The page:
states traversing the continent. In SA, the National

of how to come up with innovative solutions to

Development Plan, recent Jobs Summit and Youth

key socio-economic issues, is profound.

Employment Service (YES) all begin to address the

The current state of entrepreneurship in Africa

underlying issues at play, but it becomes increasingly

According to the African Economic Outlook

clear that enterprise development and entrepre-

(AEO) report, published by the African Develop-

neurship are critical to combat unemployment and

ment Bank, up to 22% of Africa’s working-age

catalyse sustained socio-economic inclusion.

population are starting new businesses. Africa is

De Wet Schoeman, Programme Director for

leading the world when it comes to new start-ups.

Entrepreneurship at the University of Stellenbosch

Small and medium-size enterprises (SMEs); those

Business School, Executive Development (USB-ED),

with fewer than 20 employees and less than 5

says it is imperative for South Africa to adopt an

years’ experience, now constitute the largest pro-

alternative approach to boost the rate of employ-

viders of formal jobs in sub-Saharan Africa.

ment, “We need to teach people as from school

Entrepreneurial activity in Sub-Saharan Africa

level how to be employers rather than employees.”

is on the increase with several African countries

To this end, USB-ED has developed a pro-

starting to move to opportunity entrepreneurship,

gramme called the Young Minds Entrepreneurship

rather than necessity entrepreneurship. According

Programme. This gap year programme takes

to research in the latest Global Entrepreneurship

matriculants on a personal journey of analysing

Monitor, 70.9% of African respondents stated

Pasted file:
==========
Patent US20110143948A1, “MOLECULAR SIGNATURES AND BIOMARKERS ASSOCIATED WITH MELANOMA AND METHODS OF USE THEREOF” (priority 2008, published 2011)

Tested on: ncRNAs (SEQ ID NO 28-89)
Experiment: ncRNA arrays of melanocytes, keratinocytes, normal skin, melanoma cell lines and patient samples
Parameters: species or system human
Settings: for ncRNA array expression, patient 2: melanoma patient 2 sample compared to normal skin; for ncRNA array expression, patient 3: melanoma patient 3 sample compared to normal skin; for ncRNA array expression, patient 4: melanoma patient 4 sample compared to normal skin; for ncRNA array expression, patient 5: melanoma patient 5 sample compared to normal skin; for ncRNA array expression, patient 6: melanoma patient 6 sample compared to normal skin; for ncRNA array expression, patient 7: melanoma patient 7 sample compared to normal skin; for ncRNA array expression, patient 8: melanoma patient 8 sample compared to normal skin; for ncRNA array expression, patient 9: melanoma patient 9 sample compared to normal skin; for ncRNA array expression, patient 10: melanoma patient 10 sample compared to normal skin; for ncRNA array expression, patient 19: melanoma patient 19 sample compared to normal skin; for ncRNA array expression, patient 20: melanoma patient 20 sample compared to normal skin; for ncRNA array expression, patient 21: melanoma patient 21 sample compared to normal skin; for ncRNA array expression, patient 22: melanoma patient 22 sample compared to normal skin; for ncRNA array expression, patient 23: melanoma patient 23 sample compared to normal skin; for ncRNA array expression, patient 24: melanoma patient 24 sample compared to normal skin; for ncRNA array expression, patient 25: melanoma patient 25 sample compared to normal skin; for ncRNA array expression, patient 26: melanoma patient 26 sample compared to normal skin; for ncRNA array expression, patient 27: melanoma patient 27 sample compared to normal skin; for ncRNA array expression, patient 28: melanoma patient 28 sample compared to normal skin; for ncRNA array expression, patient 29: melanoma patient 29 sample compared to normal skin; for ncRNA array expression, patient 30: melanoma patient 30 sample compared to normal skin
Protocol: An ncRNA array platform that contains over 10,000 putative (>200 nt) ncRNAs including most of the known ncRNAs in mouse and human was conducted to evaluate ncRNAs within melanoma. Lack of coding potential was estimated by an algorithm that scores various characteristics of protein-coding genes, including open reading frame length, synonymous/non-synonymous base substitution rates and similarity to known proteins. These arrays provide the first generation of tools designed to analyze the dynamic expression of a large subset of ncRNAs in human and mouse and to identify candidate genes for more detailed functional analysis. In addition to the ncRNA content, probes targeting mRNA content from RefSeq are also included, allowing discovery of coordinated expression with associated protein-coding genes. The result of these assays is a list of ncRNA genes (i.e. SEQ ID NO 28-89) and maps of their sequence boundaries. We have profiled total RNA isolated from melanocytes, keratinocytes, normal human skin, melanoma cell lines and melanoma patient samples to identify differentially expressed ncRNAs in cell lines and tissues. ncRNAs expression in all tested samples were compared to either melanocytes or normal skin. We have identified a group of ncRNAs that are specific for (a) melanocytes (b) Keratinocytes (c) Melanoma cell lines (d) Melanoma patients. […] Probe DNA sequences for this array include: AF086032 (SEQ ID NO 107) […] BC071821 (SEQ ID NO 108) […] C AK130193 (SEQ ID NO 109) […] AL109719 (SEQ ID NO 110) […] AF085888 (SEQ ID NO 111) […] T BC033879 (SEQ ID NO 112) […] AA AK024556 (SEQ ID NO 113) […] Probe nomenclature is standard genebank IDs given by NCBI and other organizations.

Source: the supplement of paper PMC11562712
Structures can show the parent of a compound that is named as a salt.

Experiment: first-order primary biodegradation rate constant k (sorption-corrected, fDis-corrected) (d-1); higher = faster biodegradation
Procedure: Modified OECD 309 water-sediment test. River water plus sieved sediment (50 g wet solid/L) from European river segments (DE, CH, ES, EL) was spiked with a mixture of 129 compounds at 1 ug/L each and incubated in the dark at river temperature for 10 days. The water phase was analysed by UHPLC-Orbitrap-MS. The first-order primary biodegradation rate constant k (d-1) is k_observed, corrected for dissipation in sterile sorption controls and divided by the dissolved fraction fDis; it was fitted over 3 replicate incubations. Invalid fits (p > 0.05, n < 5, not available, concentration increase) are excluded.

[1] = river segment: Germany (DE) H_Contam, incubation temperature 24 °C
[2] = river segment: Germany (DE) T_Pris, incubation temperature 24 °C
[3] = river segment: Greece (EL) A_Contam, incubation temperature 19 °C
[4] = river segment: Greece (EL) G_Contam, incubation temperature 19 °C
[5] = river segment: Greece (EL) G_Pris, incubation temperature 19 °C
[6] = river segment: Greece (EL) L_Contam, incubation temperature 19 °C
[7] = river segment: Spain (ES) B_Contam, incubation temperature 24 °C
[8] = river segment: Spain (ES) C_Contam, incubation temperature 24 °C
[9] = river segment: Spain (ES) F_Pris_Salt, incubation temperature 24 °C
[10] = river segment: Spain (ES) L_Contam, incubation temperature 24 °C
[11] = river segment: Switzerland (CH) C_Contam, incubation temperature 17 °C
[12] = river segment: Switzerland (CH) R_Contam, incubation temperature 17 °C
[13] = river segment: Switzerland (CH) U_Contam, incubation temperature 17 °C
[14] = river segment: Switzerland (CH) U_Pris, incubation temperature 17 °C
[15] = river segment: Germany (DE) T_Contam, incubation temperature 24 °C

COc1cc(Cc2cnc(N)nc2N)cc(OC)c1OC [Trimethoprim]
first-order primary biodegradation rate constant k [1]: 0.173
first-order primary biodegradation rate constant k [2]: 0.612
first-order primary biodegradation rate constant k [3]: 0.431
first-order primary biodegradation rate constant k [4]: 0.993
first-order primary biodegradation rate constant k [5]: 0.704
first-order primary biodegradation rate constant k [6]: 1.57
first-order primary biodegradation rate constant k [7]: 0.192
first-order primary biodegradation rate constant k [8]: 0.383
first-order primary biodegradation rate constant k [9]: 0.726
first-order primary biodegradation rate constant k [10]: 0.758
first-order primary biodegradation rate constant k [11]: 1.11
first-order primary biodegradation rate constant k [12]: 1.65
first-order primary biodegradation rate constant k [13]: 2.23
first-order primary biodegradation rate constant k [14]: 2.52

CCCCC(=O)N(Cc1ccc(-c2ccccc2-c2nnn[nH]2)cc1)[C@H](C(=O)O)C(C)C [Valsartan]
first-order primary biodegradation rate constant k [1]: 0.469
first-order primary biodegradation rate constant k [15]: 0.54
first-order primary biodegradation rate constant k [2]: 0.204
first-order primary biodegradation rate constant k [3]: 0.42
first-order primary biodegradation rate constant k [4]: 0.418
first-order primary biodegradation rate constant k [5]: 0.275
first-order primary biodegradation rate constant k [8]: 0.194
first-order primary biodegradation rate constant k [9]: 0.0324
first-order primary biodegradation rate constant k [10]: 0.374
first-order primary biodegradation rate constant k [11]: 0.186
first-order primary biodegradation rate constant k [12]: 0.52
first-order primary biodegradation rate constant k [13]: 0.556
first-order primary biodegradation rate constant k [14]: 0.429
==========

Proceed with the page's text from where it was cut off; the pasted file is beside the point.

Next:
themselves and the economic environment in or-

that they had chosen to pursue an opportunity as

der to discover what exactly they want to do with

the basis for their entrepreneurial motivations.

their lives and how they’ll practically achieve these

Schoeman says that the time has come to

ambitions. Entrepreneurial behaviour and business

change the narrative when it comes to job cre-

skills are big areas of focus during the programme.

ation. We need to encourage the youth to use

De Wet says, “In a depressed economy, pro-

their skills and talents to create their own oppor-

grammes like these can have a positive impact in

tunities and ventures to hatch further employment

influencing and upskilling young people to create

opportunities, thereby bringing hope to many that

employment and opportunities that can stimulate

are, for now, another statistic in the growing prob-

growth from the grassroots up.

lem of unemployment. 




Leadership development: Coping with change

When you are scanning interesting job adverts,

The thing is: in many contexts rapid change is

have a look at how many ask whether you are

the norm. This means that for succession plan-

the type of person who can handle stress, thrives

ning, organisations must place emphasis on

on deadlines and high pressure situations. In re-

a pipeline of resilient leaders who can adapt to